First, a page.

Marketers and content creators need to be aware of the metaverse to learn how to navigate this new space, as it’s set to transform the way content is disseminated and marketed.
Social media platforms such as Facebook have already invested in the metaverse and are set to grow in that direction. In 2019, Facebook announced Facebook Horizon – an invite-only, augmented The Sims-like game that enables people to interact in-game using VR headsets. Furthermore, Fortnite, Minecraft and Animal Crossing have huge user bases that will increasingly become the target markets of choice for marketers and content creators looking to target Millenials and Gen Zers. In March 2021, Microsoft introduced Microsoft Mesh – a Mixed Reality platform that aims to facilitate teamwork through the use of virtual and augmented reality headsets, taking remote working to the next level.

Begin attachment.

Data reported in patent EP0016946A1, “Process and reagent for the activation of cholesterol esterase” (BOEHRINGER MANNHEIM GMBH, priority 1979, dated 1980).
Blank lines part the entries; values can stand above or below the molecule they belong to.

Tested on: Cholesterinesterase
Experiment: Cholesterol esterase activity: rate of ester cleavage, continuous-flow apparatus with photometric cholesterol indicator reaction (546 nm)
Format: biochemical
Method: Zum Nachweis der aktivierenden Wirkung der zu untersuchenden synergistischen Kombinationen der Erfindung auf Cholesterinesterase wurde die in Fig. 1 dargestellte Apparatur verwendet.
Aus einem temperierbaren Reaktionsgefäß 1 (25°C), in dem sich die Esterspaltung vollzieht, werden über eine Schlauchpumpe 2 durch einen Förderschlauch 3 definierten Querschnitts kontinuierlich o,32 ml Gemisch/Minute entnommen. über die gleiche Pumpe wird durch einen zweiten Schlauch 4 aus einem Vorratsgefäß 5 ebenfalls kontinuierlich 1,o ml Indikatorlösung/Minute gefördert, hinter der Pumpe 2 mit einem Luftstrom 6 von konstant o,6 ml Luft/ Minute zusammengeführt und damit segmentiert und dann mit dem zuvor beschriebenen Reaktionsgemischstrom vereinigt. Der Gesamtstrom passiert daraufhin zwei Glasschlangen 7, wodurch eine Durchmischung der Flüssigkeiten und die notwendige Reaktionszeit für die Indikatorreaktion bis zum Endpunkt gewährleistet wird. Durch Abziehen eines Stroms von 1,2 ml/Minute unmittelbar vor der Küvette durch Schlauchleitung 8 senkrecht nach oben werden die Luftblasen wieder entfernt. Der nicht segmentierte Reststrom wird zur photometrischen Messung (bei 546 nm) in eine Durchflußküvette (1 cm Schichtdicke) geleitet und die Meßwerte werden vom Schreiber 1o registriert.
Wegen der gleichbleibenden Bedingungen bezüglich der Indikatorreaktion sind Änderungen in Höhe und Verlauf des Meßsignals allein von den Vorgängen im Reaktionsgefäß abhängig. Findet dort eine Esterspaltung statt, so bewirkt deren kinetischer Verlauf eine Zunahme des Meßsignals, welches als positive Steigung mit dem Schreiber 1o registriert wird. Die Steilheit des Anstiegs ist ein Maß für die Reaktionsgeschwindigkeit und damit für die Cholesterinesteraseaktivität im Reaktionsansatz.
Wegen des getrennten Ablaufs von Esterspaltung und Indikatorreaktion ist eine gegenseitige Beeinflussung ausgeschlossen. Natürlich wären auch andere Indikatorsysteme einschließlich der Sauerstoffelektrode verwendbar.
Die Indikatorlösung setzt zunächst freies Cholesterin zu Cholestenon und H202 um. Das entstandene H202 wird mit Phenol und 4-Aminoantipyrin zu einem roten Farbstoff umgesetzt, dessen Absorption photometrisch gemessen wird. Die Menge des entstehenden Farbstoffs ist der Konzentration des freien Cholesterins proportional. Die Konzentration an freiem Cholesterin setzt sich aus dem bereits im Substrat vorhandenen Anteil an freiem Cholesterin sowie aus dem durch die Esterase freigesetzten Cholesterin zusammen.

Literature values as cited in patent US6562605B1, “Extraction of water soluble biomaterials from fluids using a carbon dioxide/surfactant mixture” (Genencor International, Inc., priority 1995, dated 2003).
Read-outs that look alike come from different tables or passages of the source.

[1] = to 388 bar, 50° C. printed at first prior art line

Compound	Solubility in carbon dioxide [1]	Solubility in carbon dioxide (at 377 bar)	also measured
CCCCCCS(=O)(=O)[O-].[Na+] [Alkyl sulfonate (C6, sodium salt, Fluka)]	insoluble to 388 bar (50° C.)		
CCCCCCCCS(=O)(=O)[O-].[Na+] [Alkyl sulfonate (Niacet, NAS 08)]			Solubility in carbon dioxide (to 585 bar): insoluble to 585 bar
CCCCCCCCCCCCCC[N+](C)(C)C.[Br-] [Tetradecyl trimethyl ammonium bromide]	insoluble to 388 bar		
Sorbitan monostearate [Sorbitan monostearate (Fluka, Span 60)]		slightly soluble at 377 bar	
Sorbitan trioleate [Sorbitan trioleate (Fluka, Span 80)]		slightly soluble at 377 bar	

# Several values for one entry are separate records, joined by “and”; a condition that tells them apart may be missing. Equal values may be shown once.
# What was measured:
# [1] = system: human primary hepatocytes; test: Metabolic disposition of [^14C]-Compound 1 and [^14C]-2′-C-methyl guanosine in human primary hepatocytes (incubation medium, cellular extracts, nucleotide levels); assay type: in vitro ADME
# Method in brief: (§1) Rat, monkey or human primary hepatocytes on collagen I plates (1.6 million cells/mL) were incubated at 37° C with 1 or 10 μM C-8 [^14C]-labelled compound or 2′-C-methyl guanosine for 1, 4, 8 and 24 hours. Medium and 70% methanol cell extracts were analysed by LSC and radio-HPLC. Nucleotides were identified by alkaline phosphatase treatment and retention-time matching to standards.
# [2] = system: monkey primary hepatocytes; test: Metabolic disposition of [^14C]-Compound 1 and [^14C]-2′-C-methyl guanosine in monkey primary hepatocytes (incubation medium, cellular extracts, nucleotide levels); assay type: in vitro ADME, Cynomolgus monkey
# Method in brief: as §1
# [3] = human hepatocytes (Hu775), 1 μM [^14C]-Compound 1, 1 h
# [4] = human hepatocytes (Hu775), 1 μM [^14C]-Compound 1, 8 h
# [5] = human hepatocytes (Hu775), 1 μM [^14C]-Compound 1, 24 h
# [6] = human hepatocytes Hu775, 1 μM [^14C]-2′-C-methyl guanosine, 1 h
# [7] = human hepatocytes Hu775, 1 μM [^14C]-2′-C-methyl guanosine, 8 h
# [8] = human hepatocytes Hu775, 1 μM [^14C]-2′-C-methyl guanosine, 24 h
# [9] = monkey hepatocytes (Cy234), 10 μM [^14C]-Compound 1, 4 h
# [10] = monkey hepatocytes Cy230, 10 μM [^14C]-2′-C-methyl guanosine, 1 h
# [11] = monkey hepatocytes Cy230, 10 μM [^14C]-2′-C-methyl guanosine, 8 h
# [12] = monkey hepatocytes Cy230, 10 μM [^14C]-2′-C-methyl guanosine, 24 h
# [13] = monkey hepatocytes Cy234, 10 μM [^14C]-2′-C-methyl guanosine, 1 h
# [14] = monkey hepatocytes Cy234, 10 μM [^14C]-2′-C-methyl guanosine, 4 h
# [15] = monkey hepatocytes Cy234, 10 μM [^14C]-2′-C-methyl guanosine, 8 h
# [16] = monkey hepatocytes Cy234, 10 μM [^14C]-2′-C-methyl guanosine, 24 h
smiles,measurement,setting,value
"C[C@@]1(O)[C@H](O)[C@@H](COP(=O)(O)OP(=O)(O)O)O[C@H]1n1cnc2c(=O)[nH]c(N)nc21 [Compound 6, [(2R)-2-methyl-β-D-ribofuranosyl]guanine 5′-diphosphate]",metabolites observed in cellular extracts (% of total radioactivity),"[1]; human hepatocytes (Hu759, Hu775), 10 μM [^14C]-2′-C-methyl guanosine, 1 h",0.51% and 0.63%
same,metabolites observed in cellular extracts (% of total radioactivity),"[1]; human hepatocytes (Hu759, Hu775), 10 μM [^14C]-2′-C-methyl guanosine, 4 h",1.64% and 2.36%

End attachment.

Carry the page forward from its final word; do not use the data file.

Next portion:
Therefore, in addition to people’s real-life preferences, marketers and content creators need to take their target audience’s behaviours and preferences in the metaverse into consideration and create marketing companies that target both. Furthermore, the shrinking gap between the “private” and the “public” will empower companies to target audiences in a more specific and precise manner. The culture within the metaverse must also be taken into account, as aspects such as digital clothing, architectural styles and metaverse trends can quickly seep into real life.
The lines between the “consumer” and the “brand” will also become increasingly blurred, as customers will be able to interact and engage with brands and their customer care agents in a personified, 3D form in the multiverse.
The Multiverse and Music
In 2020, albums were launched virtually, the term “NFT” became a buzzword, streaming reached an all-time high, virtual merch became a thing, live streaming went from strength to strength, TikTok stars signed million-dollar record contracts, and virtual in-game concerts had millions of attendees.